News

Armed Robber Exiled to 37 Years in Federal Prison


Participated in Five Bank Robberies and a Home Invasion Robbery

FOR IMMEDIATE RELEASE
October 3, 2008

Baltimore, Maryland - U.S. District Judge Andre M. Davis sentenced Maurice Young, age 43, of Baltimore, Maryland, today to 37 years in prison, followed by five years of supervised release, for bank robbery with a dangerous weapon and brandishing a firearm during a crime of violence, announced United States Attorney for the District of Maryland Rod J. Rosenstein. Young pleaded guilty to the charges on July 8, 2008, during the fifth day of his trial in U.S. District Court in Baltimore.

“Maurice Young has terrorized a Marylander for the last time,” said United States Attorney Rod J. Rosenstein.

According to his plea agreement, on October 13, 2006, Young, along with several co-conspirators, participated in an armed home invasion of a private residence in Pikesville, Maryland, believing that the family was involved in the jewelry business, and that proceeds or jewelry from that business would be located inside the house. Members of the conspiracy forced their way into the home and held members of the family at gun point. In fact, the family was not in the jewelry business and after several hours, the conspirators, including Young, eventually left the location, taking several items of personal property belonging to the family, including collectible sports merchandise. Young did not actually enter the residence during the home invasion, but remained outside as a lookout. Young drove with the conspirators away from the residence after the crime, and helped transport some of the stolen property.

Young also admitted to robbing four banks in late 2006. Specifically, Young and his co-conspirators robbed: a Wachovia Bank in Severn, Maryland on October 27, 2006; a Wachovia Bank in Jessup, Maryland on November 2, 2006; a First Mariner Bank in Perry Hall, Maryland on November 21, 2006; and a Provident Bank in Ellicott City, Maryland on December 6, 2006. During each of the robberies, members of the conspiracy entered the bank with firearms and used those firearms to threaten employees and customers of the bank. Victims who were present at the bank were held at gun point, and moved from offices into the main teller area so that they could be watched by the robbers. Victims were threatened and in some cases manhandled by the robbers. In each instance, the robbers were successful in obtaining bank money through the use of force. Young helped to plan the robberies; helped to prepare them; and in some cases drove to the bank and acted as a lookout while the bank robbery took place.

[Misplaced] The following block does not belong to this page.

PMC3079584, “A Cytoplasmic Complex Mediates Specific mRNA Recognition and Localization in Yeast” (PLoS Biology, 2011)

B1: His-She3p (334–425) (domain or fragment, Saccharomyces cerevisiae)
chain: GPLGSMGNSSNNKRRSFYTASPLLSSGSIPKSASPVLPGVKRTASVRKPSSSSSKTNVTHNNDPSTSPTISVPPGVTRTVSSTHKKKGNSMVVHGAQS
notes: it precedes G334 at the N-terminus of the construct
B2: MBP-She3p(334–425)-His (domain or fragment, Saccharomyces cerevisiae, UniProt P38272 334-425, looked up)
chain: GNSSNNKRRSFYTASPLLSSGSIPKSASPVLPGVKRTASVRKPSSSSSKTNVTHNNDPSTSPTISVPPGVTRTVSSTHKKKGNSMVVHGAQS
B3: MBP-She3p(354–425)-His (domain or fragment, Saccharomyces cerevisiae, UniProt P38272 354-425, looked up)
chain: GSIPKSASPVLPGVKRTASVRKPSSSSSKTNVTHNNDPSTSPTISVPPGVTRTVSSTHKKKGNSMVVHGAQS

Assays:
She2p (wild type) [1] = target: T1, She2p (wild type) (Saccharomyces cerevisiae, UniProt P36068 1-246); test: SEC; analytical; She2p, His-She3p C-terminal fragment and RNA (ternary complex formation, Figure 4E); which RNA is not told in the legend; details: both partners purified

In addition, on January 9, 2007, Young participated in a robbery at a First Mariner Bank in Anne Arundel County, along with co-conspirators. According to bank witnesses, three men entered the bank, wearing masks and gloves. At least one of the men pointed a firearm. Bank employees were dragged from their offices, injuring one victim. Meanwhile, another robber jumped over the teller line and began demanding that the bank employees empty the teller drawers. The robbers stole approximately $34,600. Witnesses also observed another man sitting in the driver’s seat of a Ford Taurus, parked immediately outside the bank.

The robbers jumped into the waiting Ford Taurus and left the bank. Witnesses on the street reported to Anne Arundel County Police that the men were escaping, and several witnesses followed the car. The robbers eventually abandoned the Ford and got into a waiting Yukon SUV. Witnesses informed police of the new vehicle. As witnesses continued to call with the robbers’ location, Anne Arundel County Police officers set up a road block on Route 2. When the robbers came within sight of the police, they turned off Route 2 into a shopping center parking lot. The robbers stopped the car and fled into nearby woods with officers following. Officers arrested four robbers. Several other members of the conspiracy escaped capture that day, including Maurice Young. Young participated in the planning of the robbery and helped set up a pre-robbery meeting of the participants and during the robbery he watched the “perimeter” of the area surrounding the bank to insure that no law enforcement was in the area.

Young faces a maximum penalty of 25 years in prison on the armed bank robbery charge and a minimum mandatory sentence of seven years to a maximum of life in prison, consecutive to any other sentence imposed, for brandishing a firearm during a crime of violence.

Co-defendants Timothy Sims, age 28, of Pikesville, Maryland, and Gregory Eason, age 26, of Baltimore, pleaded guilty to the same charges arising from the 2007 bank robbery and were sentenced to 25 years and 16 years in prison, respectively.

United States Attorney Rod J. Rosenstein thanked Baltimore City State’s Attorney Patricia C. Jessamy, Baltimore County State’s Attorney Scott Shellenberger, Anne Arundel County State’s Attorney Frank Weathersbee, Howard County State’s Attorney Dario Broccolino, the Baltimore City Police Department, Baltimore County Police Department, Anne Arundel County Police Department, Howard County Police Department and the Federal Bureau of Investigation for their assistance in the investigation and prosecution. Mr. Rosenstein commended Assistant U.S. Attorneys Michael C. Hanlon and Cheryl L. Crumpton, who prosecuted the case.

 

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